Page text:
• While Canada continued to exhibit strength in the quality of knowledge production, it lost ground against international competitors in terms of funding for R&D. Although Canada's higher education expenditures on R&D (HERD) have been increasing over time, its HERD as a share of GDP (i.e., HERD intensity), at 0.65 per cent, remained steady. With other countries increasing their spending more significantly, Canada fell from 3rd position in 2006 to 8th in 2013 on HERD intensity.
  • More broadly, while Canada's total funding of R&D activities (i.e., gross domestic expenditures on R&D or GERD) remained essentially unchanged between 2008 and 2014, Canada's global ranking on GERD as a share of GDP fell from 16th in 2006 to 24th in 2013.

Talent

Canada's talent base continued to be an asset, although showed mild signs of erosion
  • Canada made significant progress in growing the number of PhD graduates in science and engineering. Between 2006 and 2012, Canada more than doubled the number of science and engineering doctoral degrees granted per 100,000 population, from 4.6 to 9.6. As a result of this growth, Canada rose on this measure from 19th of 23 countries in 2006 to 17th of 28 countries in 2012.
  • On international tests, Canadians outperformed many of their peers abroad. Canadian 15-year-olds performed just shy of the leaders in reading, math and science. Similarly, Canadian adults performed relatively well in literacy, numeracy and problem solving in technology-rich environments.
  • Canada's talent performance showed some mild signs of erosion against competitors. While Canada experienced 7 percent growth in the number of graduates (not including PhDs) in science, engineering, business and health in the period between 2006 and 2012, its global ranking slipped from 14th to 16th. With respect to the number of college graduates in business, engineering, science and health, Canada ranked fifth among comparator countries in 2012 (down from second in 2008).

The Way Forward

Responsibility for reversing Canada's poor business innovation performance and growing its knowledge and talent advantages rests with all players in the ST&I ecosystem—working together, working differently, in a "systems" approach characterized by collaboration, integration and strategic investment. To address Canada's ST&I performance challenges and build on our strengths, STIC recommends that Canada:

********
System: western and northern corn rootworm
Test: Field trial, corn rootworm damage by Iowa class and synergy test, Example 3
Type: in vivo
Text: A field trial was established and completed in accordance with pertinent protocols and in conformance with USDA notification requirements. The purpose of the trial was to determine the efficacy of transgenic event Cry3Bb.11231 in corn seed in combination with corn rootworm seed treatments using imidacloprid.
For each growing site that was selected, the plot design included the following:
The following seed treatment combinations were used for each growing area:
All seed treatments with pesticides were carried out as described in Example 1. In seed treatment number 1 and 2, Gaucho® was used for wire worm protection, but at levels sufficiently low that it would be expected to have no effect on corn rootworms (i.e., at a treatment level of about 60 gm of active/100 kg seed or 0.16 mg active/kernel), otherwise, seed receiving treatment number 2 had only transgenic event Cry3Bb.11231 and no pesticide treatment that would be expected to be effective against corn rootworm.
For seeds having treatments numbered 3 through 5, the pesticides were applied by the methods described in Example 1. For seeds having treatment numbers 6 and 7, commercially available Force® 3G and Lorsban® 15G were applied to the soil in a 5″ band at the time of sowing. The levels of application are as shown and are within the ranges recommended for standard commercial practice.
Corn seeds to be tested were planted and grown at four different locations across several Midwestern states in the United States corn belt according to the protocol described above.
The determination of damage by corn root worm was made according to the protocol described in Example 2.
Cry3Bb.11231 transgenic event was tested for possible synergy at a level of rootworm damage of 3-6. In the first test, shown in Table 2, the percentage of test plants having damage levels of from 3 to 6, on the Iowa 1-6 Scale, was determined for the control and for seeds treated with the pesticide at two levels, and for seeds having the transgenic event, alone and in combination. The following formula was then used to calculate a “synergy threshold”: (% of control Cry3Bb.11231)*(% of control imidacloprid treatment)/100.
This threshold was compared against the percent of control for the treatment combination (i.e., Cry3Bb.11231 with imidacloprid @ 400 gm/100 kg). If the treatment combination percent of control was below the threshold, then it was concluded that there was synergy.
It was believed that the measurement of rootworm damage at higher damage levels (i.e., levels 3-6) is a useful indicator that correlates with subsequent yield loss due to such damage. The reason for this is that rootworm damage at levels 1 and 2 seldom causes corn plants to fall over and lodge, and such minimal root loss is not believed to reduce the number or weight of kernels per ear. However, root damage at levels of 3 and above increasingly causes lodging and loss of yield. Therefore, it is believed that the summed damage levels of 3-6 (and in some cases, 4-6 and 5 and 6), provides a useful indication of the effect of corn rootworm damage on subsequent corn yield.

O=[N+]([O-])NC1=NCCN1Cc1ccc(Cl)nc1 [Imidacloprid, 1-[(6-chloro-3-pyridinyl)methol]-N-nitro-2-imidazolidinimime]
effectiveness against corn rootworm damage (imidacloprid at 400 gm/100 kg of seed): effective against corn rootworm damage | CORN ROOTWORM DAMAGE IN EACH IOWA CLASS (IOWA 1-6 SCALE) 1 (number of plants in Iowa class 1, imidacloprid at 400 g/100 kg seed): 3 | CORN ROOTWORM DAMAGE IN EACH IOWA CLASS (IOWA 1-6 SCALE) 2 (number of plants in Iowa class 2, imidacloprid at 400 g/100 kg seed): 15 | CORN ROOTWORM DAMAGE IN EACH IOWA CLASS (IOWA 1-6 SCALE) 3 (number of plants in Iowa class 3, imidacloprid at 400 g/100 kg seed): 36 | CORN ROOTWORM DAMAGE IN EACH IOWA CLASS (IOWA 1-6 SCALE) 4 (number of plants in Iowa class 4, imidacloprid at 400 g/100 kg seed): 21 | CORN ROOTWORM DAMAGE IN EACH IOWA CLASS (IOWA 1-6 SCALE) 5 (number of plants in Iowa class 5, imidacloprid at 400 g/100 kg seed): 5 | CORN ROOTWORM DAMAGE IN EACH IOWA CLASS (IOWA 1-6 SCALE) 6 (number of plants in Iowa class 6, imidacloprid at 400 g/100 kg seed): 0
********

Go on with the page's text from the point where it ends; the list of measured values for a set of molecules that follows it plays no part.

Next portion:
• close the gap on firms' investment in innovation;
  • redress the imbalance of direct and indirect government funding for business R&D, to provide greater direct support for high-risk, high-reward business R&D;
  • embrace risk-taking;
  • boost higher education expenditures on R&D to keep pace with other countries' support for "intellectual infrastructure"; and
  • invest strategically, further focusing government funds to build globally competitive critical mass in targeted areas.

About the Science Technology and Innovation Council

STIC was created in 2007 to serve as the Government of Canada's external advisory body in the domain of science, technology and innovation (ST&I). The Council has a dual mandate: to provide the government with advice on ST&I policy issues; and to produce regular public reports—State of the Nation—measuring Canada's ST&I performance against international standards of excellence.

STIC is composed of senior individuals from the business, research, higher education and government communities.

A copy of State of the Nation 2014, as well as biographical notes on the Council members, can be found at http://www.stic-csti.ca.